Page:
The obvious advantage of fat soluble vitamins is that if your diet is temporarily lacking in one of these vitamins, you are less likely to suffer a deficiency. That disadvantage of these types of vitamins is that if you consume too much of one of them, then your body is unable to flush out the surplus and you could suffer from a vitamin overdose.

Fat Soluble Vitamins

The most commonly known fat soluble vitamins are vitamin A, vitamin D, vitamin E and vitamin K.

Vitamin A helps to keep the skin moisturised, as well as ensuring that the mucus membranes remain moist, supple and smooth. It also helps to maintain healthy eyesight in low light, as well as keeping the reproductive system healthy and promoting healthy bone growth. Sources of vitamin A include whole milk, butter, eggs and liver. A form of vitamin A, carotenoids are found in red, yellow and dark green vegetables and fruit.

Vitamin D is essential for the body to absorb calcium. Therefore, it is responsible for healthy teeth and bones, just like calcium. However, both are needed and work together. Vitamin D is often added to ‘fortified’ foods such as fat spreads and cereals. It is also known as the sunshine vitamin as the main source of vitamin D comes from sunlight.

Vitamin E is responsible for maintaining healthy muscles, nervous system and reproductive system. It is also an anti-oxidant. Being fat soluble, it is stored in the body and can help to protect body cells from the effects of free radicals, which be damaging to other body cells.

Sources of vitamin E include whole grains, nuts, wheat-germ oil and green leafy vegetables. Overdosing on vitamin is thought to be dangerous.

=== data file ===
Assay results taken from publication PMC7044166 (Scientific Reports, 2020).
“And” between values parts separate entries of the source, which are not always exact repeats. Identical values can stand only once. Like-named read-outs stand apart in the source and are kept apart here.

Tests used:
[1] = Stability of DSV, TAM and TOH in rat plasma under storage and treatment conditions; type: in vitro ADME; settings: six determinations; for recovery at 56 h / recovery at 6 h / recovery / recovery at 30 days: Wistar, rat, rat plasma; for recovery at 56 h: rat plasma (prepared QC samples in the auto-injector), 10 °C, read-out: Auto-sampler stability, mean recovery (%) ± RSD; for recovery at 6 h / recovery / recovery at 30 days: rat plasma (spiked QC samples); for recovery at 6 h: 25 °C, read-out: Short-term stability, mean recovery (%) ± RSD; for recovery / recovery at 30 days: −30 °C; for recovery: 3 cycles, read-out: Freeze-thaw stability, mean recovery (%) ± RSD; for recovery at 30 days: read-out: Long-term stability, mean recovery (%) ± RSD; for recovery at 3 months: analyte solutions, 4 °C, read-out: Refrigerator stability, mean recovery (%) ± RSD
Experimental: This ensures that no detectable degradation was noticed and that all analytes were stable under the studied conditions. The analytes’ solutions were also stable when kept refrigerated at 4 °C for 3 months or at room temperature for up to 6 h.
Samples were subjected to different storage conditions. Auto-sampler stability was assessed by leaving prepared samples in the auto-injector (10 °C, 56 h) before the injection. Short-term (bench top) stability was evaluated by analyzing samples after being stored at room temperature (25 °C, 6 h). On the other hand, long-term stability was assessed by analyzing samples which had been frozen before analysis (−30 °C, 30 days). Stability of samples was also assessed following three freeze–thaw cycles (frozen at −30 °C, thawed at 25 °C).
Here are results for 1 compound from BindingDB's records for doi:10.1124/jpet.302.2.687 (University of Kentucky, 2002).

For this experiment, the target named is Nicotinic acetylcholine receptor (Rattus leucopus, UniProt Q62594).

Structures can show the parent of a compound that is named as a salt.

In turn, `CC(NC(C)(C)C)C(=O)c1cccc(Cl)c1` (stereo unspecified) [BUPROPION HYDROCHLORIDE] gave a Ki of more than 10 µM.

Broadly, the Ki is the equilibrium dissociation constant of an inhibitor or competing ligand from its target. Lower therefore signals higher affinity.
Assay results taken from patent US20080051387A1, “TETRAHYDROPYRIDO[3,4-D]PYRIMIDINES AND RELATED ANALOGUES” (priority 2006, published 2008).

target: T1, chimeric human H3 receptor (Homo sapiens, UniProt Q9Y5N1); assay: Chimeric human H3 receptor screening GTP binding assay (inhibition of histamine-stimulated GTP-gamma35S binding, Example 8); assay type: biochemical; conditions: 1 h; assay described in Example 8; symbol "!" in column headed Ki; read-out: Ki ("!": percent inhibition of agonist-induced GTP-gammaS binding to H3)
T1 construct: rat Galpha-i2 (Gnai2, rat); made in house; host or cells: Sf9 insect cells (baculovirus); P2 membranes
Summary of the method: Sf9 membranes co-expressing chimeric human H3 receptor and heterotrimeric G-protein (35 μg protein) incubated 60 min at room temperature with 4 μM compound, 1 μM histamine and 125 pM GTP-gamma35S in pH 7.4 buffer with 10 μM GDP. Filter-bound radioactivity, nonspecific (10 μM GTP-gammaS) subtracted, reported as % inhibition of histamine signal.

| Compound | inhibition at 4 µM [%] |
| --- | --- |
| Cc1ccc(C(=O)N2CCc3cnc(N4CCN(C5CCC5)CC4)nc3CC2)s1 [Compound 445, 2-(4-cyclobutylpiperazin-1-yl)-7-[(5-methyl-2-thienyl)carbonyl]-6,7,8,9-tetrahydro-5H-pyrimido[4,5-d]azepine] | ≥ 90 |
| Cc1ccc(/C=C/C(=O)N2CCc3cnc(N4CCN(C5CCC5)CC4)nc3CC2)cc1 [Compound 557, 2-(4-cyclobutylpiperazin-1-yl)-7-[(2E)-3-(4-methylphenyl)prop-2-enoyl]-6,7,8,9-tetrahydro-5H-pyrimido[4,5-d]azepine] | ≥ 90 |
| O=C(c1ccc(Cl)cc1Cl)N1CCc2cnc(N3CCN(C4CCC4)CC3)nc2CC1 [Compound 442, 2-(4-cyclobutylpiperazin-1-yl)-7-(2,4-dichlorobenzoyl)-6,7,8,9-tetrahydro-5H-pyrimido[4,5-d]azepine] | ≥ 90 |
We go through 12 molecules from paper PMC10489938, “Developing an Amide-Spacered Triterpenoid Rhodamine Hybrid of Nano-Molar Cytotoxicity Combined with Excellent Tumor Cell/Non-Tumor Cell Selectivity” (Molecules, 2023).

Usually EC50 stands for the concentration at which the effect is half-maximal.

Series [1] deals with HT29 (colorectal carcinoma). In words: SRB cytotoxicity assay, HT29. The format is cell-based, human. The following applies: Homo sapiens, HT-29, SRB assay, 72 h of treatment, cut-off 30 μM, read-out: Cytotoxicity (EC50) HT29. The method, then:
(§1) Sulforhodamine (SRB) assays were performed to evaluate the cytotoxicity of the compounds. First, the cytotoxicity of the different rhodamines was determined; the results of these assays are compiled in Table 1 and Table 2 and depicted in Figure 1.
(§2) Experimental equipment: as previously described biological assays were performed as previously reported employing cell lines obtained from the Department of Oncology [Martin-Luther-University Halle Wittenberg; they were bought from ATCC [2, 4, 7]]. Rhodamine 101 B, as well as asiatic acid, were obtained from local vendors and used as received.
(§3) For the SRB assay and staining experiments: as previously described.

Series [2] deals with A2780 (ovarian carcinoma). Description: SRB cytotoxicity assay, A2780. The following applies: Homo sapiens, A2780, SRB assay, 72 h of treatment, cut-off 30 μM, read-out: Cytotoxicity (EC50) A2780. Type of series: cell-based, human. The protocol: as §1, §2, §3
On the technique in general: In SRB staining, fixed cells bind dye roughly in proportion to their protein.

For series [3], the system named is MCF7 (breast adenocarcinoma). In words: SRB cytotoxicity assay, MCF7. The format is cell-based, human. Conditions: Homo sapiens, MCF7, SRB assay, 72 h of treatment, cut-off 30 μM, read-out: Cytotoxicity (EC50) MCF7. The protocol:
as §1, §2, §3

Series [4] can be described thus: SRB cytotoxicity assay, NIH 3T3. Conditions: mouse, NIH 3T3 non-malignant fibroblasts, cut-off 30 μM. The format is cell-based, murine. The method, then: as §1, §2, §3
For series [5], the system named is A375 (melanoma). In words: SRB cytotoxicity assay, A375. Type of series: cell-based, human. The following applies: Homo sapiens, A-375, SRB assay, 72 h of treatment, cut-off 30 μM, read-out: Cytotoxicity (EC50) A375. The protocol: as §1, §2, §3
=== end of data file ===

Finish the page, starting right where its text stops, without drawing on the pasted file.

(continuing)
Vitamin K is mainly responsible for blood clotting. Without it, every time you cut yourself you would be in danger of bleeding to death.

This vitamin also makes kidney tissues and bone. Sources of vitamin K include liver, cheese, cereals, dark green leafy vegetables and fruit. It is also made in the intestines by friendly bacteria.

Water soluble vitamins cannot be stored in the body. This means that if you consume too much of one of these vitamins, the amount that is not used is excreted through urine. The advantage of water soluble vitamins is that you are unlikely to suffer from an overdose.

The disadvantage of these vitamins is that you may need to take in larger amounts as it cannot be stored. If your diet is deficient in one of these vitamins, even for a short time, you may suffer symptoms of vitamin deficiency as a result, there is no back up supply stored in your body.

Water Soluble Vitamins

The most commonly know water soluble vitamins are vitamin C, and the entire group of B vitamins.